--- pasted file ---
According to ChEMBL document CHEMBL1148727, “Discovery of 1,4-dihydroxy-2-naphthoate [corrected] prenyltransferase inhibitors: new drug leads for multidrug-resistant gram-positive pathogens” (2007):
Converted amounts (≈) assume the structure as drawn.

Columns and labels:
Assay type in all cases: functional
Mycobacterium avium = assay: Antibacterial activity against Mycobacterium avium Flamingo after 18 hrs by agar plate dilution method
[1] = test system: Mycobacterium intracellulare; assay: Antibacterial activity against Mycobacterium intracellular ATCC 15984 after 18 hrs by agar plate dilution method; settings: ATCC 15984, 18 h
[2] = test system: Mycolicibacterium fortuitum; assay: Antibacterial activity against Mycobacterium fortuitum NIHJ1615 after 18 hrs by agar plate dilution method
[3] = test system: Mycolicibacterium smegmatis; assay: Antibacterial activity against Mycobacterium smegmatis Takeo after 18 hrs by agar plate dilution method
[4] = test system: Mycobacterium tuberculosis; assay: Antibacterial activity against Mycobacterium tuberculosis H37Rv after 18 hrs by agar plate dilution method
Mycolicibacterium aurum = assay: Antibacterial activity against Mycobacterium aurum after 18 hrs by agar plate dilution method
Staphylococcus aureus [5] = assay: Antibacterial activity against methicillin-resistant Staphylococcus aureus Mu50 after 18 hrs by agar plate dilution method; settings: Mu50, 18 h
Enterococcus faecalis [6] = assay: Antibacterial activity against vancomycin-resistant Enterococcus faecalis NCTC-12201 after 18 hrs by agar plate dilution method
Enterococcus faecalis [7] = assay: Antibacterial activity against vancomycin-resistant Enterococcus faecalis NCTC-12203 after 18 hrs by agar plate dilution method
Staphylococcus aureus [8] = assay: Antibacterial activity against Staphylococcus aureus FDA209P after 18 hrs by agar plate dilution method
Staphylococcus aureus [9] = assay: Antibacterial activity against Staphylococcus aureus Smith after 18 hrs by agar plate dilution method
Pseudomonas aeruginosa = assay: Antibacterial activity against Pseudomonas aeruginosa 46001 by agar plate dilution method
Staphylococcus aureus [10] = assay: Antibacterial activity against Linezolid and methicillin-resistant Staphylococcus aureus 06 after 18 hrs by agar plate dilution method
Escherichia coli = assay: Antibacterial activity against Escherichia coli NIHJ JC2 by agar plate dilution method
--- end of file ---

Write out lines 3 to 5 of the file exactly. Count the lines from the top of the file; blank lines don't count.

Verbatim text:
Columns and labels:
Assay type in all cases: functional
Mycobacterium avium = assay: Antibacterial activity against Mycobacterium avium Flamingo after 18 hrs by agar plate dilution method